Smart Movies: Terminator Genisys


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Movie: Terminator Genisys

Release Date: 1st of July

Bechdel Test: Fail

Summed Up

This reboot of the classic Terminator franchise sees this well known tale of preservation and destruction veer off its expected path. When John Connor, lead of the human resistance against their cybernetic adversaries, sends Sergeant Kyle Reese back in time to 1984 to protect his mother Sarah Connor, an unexpected turn of events leads to the creation of a fractured time line. In this world, nothing is as Reese expects, as he is assisted by unlikely allies and must face unexpected foes, as the team attempt to find a way to change the grim fate of the future of humanity before it’s too late. While certain aspects of the film fall short of its mighty predecessors, it’s got enough twists and turns to keep your head spinning and heart pounding – and that’s before you even try to understand the time travel. (Alternative universe? I’m still not sure!)

Highlight Reel

  • Action-packed – When it comes to fight scenes, car chases and the odd explosion here and there, the Terminator franchise never fails to deliver, and while this instalment isn’t quite as brutal or fear-inducing as some of the older Terminator films, the action scenes still get your heart racing. The building of tension to the breaking point, (and in my case, jumping in fear point!) is executed particularly well on a number of occasions, proving that while Genisys might not be as ruthless as the brilliant T-1000 of Terminator 2: Judgement Day, the fear still runs deep and cold.

 

  • Throw it back – While it can never measure up to the original (or rather, Terminator 2: Judgement Day, a true classic of the action movie genre) Terminator Genisys isn’t afraid to throw in a few call-backs to its predecessors. From its iconic one-liners to heartfelt death scenes, every Terminator fan in the theatre will appreciate these small acts of time travel via cinema. It’s the less obvious references that I really appreciated, however, as the first half of the film pays homage to ‘The Terminator’ in the best way, and it even gives a few nods to the short lived but brilliant TV show based on the franchise; The Sarah Connor Chronicles. While I didn’t catch them all at first, I loved discovering these few fixed moments in time, especially in a world where nothing is set in stone. And speaking of throw backs…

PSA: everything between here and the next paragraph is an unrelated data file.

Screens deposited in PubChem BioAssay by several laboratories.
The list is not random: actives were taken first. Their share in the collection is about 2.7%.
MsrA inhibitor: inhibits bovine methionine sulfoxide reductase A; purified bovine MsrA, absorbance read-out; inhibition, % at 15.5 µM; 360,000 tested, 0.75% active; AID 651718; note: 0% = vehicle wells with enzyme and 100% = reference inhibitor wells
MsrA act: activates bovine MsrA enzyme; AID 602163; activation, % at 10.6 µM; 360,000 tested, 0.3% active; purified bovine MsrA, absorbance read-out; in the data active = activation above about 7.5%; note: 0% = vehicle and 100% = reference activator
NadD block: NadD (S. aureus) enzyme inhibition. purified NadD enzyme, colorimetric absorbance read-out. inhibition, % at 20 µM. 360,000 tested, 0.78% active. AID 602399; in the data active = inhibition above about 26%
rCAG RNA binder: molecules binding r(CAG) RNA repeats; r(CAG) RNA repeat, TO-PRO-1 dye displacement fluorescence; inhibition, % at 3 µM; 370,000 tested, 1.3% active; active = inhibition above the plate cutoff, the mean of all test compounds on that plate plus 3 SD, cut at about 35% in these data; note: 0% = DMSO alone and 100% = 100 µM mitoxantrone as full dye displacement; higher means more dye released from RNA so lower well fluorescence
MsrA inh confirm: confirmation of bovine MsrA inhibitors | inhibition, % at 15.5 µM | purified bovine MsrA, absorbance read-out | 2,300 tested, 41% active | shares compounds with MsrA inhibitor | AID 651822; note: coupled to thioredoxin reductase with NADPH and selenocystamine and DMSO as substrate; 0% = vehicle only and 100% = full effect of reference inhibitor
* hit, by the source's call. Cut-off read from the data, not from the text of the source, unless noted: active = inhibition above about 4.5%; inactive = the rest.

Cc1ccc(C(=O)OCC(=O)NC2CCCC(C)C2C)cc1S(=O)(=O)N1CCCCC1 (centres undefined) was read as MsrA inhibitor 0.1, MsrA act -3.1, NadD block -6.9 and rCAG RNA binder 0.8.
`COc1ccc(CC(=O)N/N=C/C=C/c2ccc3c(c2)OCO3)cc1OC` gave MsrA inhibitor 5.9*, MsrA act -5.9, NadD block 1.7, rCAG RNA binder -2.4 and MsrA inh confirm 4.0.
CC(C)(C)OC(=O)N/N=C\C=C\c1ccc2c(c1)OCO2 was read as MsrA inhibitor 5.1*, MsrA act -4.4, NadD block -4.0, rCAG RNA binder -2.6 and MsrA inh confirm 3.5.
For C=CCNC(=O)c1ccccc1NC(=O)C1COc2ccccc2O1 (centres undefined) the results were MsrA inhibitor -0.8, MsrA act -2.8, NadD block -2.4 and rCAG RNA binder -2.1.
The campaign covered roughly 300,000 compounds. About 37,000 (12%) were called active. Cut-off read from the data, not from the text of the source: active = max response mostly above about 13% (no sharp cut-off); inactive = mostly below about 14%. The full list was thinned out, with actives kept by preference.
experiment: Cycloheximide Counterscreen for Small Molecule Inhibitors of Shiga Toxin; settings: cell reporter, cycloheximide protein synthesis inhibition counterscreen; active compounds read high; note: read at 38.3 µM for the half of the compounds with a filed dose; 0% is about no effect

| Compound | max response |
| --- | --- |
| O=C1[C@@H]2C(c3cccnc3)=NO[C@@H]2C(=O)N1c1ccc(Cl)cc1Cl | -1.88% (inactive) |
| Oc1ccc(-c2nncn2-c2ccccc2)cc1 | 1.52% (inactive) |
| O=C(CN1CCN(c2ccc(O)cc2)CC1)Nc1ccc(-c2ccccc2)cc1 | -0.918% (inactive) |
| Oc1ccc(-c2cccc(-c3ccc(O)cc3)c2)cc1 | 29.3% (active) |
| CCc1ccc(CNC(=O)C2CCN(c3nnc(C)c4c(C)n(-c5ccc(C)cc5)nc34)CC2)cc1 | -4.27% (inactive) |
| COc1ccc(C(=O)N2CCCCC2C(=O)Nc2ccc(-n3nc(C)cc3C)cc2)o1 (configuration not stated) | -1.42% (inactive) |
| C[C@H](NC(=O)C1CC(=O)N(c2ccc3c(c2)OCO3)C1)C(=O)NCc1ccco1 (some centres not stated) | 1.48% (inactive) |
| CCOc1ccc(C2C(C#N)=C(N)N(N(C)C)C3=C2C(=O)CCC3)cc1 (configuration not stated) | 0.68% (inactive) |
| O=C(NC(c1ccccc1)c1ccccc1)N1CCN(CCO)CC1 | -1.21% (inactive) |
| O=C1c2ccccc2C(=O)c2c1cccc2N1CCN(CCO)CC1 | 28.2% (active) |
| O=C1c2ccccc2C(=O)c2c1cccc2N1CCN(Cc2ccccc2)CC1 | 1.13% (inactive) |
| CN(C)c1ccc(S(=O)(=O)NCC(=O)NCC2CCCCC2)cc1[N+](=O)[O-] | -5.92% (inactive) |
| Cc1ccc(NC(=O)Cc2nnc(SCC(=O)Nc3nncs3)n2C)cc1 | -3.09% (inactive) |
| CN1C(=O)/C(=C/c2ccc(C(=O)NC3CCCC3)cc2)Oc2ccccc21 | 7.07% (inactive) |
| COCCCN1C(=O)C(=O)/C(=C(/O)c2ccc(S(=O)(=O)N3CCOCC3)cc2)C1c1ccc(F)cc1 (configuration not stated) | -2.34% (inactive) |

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  • Arnie attack! – The man. The legend. The former Governor of California. (He really has done it all, hasn’t he?!) Terminator Genisys marks the return Arnold Schwarzenegger in the role that defined his acting career, and he doesn’t disappoint. While he may not look like the T-800 we’ve come to know and love, he certainly still packs a punch, and proves that while he may be old, he is definitely not obsolete. Arnie’s evident aging from his last appearance on the screen as a cybernetic robot (something that CGI couldn’t really amend for the entirety of the film) is actually very cleverly explained with (perhaps somewhat dubious) scientific know-how, and is integral to the plot of the film. And while there have been rumours that the second instalment of this Terminator trilogy reboot will be Arnie’s last, something tells me that he’ll be back.
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For the Females

  • Sarah Connor – For years, and in her many incarnations, Sarah Connor has been a representation of a truly great action heroine. In the original trilogy, we got to watch Sarah grow, from innocent bystander dragged into a global, generation-spanning war, to a vulnerable, broken-down women who has been unfairly institutionalised because of her ‘visions,’ and finally a strong, capable fighter who will protect her son at all costs. She is a brave, fiercely compassionate woman who takes on her destiny head on despite the obvious misfortune it brings her, but this doesn’t make her reckless or fearless by any means. I greatly enjoyed the TV show The Sarah Connor Chronicles, which, as the name suggests, focuses on Sarah herself, as a leader, mother and soldier in a war that’s before her time, the format allowing for a deeper development of relationships between the characters and an insight into Sarah’s complex being.
  •  Emilia Clarke – After witnessing all of this, therefore, Emilia Clarke’s personification of Sarah Connor was always doomed to fall short for me, albeit through no fault of her own. Her immediate capability and knowledge of her destiny, while making her a more active member of the team, felt strangely rushed, while also juxtaposing against her almost cliché-teenage reactions to certain plot points and somewhat immature defiance (which, to be fair to the nineteen year old character, fits the bill). This being said, Clarke’s vulnerability and fear for what is expected of her does shine through later on in the film, though I did find myself leaving the theatre in want of something more. (Specifically, a rewatch of the brilliant Lena Headey in The Sarah Connor Chronicles.)

Unsurprisingly, yet still upsettingly, the film failed the Bechdel Test, with Sarah Connor being the only named female lead, and while she is a truly epic character that defines heroism (for me, anyway!) when it comes to female action heroes, one is never, EVER, enough.

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